Over along the first base side and parked at the fence was a four wheeler used for grooming the field.  There was one young boy, maybe 4 years old surrounded by four healthy and active adults, students themselves.  It became quite clear that the young boy wanted to be on that four wheeler and no matter of attempt by the four collegians was going to thwart the efforts by that little boy to be on that machine.  Oh, they tried alright, they chased him, explained to him, and carried him away over and over again, but to no avail.  You know what?  The little boy got what he wanted, and that was to sit on that four wheeler.  Persistence wins every time.  What a truly great sight, to see four adults learning from a four year old boy.  They sat on that four wheeler for a long time.  

I could go on and on about the joy and love I saw last night at this special event.  Those little children, we call them special needs, but, aren’t we all special needs when it comes to love, acceptance, and hope?   Jesus said, “suffer the little children to come unto me.”  Everyone benefitted from the love of those young children; everyone.  They know how to live, loving others as they want to be loved.  I left the park yesterday just feeling loved and all I had done was be present.  The students off all ages did the work.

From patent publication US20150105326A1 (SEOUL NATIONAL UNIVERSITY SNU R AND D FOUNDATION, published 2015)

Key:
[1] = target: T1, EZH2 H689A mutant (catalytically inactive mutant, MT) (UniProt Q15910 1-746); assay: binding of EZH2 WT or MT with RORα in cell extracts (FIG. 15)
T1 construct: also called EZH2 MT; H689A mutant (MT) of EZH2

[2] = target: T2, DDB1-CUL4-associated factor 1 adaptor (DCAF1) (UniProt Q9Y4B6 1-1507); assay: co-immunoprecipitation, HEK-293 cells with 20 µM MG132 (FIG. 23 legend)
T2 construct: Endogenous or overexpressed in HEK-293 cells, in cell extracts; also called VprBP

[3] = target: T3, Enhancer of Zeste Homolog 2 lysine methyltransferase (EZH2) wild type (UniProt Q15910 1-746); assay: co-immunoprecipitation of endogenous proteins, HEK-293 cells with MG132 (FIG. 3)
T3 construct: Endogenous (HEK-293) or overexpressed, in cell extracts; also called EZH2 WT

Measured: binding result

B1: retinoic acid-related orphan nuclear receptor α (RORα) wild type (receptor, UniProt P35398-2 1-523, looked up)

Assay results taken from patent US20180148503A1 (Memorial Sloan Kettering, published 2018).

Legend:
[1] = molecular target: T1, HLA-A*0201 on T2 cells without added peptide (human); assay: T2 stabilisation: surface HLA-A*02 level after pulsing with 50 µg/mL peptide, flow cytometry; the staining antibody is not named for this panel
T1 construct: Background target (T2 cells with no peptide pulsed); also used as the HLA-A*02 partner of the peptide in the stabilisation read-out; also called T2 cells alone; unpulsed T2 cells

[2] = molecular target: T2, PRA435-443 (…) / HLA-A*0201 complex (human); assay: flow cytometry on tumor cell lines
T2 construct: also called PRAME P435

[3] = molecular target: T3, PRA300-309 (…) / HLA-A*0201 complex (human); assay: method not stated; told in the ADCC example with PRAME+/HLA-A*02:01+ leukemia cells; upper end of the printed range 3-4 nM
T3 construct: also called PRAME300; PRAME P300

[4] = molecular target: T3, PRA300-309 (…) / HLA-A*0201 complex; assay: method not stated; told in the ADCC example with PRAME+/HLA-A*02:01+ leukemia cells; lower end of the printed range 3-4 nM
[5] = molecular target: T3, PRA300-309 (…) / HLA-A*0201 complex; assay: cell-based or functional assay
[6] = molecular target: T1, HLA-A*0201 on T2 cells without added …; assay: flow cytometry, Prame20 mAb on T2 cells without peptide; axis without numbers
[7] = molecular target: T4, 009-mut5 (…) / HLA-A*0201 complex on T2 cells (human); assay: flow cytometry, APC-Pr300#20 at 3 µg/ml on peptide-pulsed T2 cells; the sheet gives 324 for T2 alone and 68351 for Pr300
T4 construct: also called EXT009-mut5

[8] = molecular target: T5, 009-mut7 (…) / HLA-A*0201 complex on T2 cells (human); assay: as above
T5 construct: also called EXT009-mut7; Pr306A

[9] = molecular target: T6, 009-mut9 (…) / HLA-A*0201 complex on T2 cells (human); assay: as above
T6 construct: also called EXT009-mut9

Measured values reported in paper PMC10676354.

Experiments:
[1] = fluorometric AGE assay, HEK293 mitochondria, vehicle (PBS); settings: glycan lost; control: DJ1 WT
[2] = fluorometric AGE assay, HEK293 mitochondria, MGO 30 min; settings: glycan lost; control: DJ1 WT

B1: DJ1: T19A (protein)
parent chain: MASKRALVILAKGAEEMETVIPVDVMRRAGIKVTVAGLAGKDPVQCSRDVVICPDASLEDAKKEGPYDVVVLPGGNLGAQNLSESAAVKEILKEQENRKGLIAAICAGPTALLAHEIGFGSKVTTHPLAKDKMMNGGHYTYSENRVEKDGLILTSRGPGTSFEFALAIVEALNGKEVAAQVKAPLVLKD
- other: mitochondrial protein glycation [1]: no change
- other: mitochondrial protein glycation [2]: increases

We are all God’s children.  We all need love.  We all have something special about us.  We need each other.  Thanks be to God.  Thank you to our college softball and baseball teams and our visiting guests from down the road. You are a blessing to us all. 


I hesitate to write this blog as it is deeply personal.  Personal story can be, and is often, poorly stated and easily misunderstood.  I will try to be simple and clear in my attempt to express myself today.  I am truly saddened today, once again, by the tragic loss of human life, this time in Las Vegas.  One of my favorite books is titled, “The Way of the Wolf; The Gospel in New Images,” by Martin Bell.  In this book there is a story titled, “What the wind said to Thajir.”  The story of Thajir has three points to be made, and they are; “At the center of all things, life belongs to life,” and, “I am everyone who has ever been and every one who ever will be,” and finally, “Whatever hurts elephants, hurts me.”  The story of little Thajir, a young child of India and the wind, is for me, a deeply meaningful Gospel image, today more than ever.